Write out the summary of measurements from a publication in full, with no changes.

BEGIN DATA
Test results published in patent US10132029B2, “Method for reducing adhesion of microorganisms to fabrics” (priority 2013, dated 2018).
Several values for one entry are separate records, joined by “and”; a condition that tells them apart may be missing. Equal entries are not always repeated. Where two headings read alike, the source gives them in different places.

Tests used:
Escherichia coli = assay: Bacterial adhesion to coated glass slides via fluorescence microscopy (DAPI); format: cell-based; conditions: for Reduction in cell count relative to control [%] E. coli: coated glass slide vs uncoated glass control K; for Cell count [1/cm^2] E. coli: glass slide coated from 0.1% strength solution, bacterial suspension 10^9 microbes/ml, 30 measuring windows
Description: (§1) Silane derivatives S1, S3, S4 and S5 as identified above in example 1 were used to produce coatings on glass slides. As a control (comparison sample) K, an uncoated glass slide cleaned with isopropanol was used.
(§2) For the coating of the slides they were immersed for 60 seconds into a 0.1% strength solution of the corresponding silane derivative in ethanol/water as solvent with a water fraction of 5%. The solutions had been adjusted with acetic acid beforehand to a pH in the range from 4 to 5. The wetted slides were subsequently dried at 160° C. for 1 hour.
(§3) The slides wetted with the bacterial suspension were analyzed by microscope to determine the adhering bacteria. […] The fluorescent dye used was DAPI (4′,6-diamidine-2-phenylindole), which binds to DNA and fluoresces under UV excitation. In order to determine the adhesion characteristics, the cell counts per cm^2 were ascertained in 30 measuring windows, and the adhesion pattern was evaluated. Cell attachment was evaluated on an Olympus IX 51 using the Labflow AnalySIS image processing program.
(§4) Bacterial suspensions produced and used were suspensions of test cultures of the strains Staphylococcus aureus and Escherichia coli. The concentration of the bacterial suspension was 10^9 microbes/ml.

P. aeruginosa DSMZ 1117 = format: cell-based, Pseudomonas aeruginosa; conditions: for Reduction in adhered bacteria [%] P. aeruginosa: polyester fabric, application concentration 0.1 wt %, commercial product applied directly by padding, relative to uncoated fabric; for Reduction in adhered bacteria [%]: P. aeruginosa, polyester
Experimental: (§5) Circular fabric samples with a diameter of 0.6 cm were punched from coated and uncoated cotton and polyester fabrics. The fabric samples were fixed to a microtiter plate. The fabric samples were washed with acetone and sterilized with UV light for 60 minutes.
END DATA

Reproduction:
Test results published in patent US10132029B2, “Method for reducing adhesion of microorganisms to fabrics” (priority 2013, dated 2018).
Several values for one entry are separate records, joined by “and”; a condition that tells them apart may be missing. Equal entries are not always repeated. Where two headings read alike, the source gives them in different places.

Tests used:
Escherichia coli = assay: Bacterial adhesion to coated glass slides via fluorescence microscopy (DAPI); format: cell-based; conditions: for Reduction in cell count relative to control [%] E. coli: coated glass slide vs uncoated glass control K; for Cell count [1/cm^2] E. coli: glass slide coated from 0.1% strength solution, bacterial suspension 10^9 microbes/ml, 30 measuring windows
Description: (§1) Silane derivatives S1, S3, S4 and S5 as identified above in example 1 were used to produce coatings on glass slides. As a control (comparison sample) K, an uncoated glass slide cleaned with isopropanol was used.
(§2) For the coating of the slides they were immersed for 60 seconds into a 0.1% strength solution of the corresponding silane derivative in ethanol/water as solvent with a water fraction of 5%. The solutions had been adjusted with acetic acid beforehand to a pH in the range from 4 to 5. The wetted slides were subsequently dried at 160° C. for 1 hour.
(§3) The slides wetted with the bacterial suspension were analyzed by microscope to determine the adhering bacteria. […] The fluorescent dye used was DAPI (4′,6-diamidine-2-phenylindole), which binds to DNA and fluoresces under UV excitation. In order to determine the adhesion characteristics, the cell counts per cm^2 were ascertained in 30 measuring windows, and the adhesion pattern was evaluated. Cell attachment was evaluated on an Olympus IX 51 using the Labflow AnalySIS image processing program.
(§4) Bacterial suspensions produced and used were suspensions of test cultures of the strains Staphylococcus aureus and Escherichia coli. The concentration of the bacterial suspension was 10^9 microbes/ml.

P. aeruginosa DSMZ 1117 = format: cell-based, Pseudomonas aeruginosa; conditions: for Reduction in adhered bacteria [%] P. aeruginosa: polyester fabric, application concentration 0.1 wt %, commercial product applied directly by padding, relative to uncoated fabric; for Reduction in adhered bacteria [%]: P. aeruginosa, polyester
Experimental: (§5) Circular fabric samples with a diameter of 0.6 cm were punched from coated and uncoated cotton and polyester fabrics. The fabric samples were fixed to a microtiter plate. The fabric samples were washed with acetone and sterilized with UV light for 60 minutes.